Mark Zepezauer, Take the Rich Off Welfare, 2nd ed. (Cambridge, Mass.: South End Press, 2004)
The heart of this book, which was originally published in 1996, is in its opening pages, where Zepezauer presents the formulas upon which his rich analysis devolves. He exposes a leviathan of graft and corruption, and makes plain its meaning: the rich clobbering anyone who’s not. He documents growing economic disparities that haven’t been as severe since 1929, and puts the lie to viewing people on welfare—as opposed to those on “wealthfare”—as social parasites.
A critical ingredient in Zepezauer’s method is comparing income and Social Security (“payroll”) taxes for rich and poor, and the concomitant government services they enjoy. The rich pay a smaller percentage of their income in taxes than do the poor. Capital gains taxes have shrunk drastically in the last half-century. Dividend and investment income is not taxed, and many very wealthy corporations pay no taxes, at all. Adding one injury to another, corporations benefit disproportionately from what Zepezauer calls the five basic types of wealthfare: tax breaks, subsidies, firesales, cost overruns, and lax enforcement against white-collar crime.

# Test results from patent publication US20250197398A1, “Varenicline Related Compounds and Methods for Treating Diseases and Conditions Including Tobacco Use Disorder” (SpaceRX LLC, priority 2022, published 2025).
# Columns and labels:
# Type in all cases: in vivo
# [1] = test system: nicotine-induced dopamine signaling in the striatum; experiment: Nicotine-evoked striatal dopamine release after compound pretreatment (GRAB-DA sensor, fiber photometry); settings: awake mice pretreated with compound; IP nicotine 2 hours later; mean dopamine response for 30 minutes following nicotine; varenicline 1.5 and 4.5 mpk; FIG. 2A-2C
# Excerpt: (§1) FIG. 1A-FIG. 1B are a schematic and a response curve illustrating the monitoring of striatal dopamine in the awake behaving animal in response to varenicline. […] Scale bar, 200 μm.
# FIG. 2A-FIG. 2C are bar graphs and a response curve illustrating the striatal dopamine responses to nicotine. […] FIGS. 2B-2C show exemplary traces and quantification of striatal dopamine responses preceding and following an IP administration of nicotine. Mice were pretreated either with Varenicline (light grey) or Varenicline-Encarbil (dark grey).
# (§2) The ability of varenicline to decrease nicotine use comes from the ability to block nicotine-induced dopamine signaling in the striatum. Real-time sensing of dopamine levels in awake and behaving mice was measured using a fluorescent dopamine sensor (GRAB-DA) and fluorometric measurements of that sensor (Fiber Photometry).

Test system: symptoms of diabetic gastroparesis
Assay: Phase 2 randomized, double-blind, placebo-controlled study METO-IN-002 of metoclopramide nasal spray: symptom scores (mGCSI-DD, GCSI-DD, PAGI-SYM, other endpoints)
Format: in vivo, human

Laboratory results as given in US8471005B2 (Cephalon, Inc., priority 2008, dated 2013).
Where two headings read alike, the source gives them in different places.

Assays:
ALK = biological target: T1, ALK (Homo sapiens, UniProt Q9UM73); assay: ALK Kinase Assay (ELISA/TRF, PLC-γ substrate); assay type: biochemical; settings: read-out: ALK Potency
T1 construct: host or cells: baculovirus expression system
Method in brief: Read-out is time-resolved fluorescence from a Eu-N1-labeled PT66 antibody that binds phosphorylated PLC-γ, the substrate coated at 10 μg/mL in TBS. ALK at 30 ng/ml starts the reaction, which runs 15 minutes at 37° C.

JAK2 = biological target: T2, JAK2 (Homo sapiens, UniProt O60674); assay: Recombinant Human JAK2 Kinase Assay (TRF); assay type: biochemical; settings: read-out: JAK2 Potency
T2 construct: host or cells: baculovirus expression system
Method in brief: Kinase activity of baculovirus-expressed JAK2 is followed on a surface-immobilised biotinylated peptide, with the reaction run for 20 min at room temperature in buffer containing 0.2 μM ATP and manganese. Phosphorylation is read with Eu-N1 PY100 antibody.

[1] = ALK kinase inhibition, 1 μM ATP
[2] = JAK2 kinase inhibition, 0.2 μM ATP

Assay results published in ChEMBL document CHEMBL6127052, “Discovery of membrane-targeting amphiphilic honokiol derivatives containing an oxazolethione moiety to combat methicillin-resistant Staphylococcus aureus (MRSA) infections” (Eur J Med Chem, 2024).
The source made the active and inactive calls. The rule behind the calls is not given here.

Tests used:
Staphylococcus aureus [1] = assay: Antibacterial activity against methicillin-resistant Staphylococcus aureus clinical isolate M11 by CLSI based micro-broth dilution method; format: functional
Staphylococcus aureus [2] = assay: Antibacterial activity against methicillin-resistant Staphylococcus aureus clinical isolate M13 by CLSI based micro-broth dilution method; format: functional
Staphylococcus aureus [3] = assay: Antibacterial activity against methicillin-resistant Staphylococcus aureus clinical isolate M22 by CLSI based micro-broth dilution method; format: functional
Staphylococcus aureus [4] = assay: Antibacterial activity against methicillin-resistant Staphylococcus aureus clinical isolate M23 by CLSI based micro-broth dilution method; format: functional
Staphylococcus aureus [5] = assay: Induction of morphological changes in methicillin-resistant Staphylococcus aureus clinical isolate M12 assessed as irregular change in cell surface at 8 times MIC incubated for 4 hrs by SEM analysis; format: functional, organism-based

Regressive taxes, those that disproprtionately hit the poorest, have seen the sharpest increases over the last quarter-century. The wealthy, who have seen sharp increases in income in that time, pay a vastly smaller percentage of their income in taxes than do people of lesser means. In the 1950s corporations paid half of federal revenues. Today they pay just 7.4%. The lost revenue has to be made up by higher taxes for the poor and middle class, or by cuts in services.
Social Security is supposedly in crisis, even though it has perennially run a large surplus. That surplus is supposed to be kept in trust to pay future beneficiaries. Social Security was originally a set-aside program, but was incorporated into the “unified budget” under Lyndon Johnson. It has thus become just another income tax to be sucked up in wasteful military spending or corporate welfare and fraud, says Zepezauer. The Social Security Trust Fund is owed $1 trillion and interest. The payroll tax has seen sharp increases especially beginning with Reagan. At the same time it is capped on incomes over $87,000. Thus Bill Gates, who has as much money as the 100 million poorest Americans, pays the same Social Security tax as as a bus driver making $87,000. If this cap alone were removed, Social Security revenues would increase by about $80 billion annually.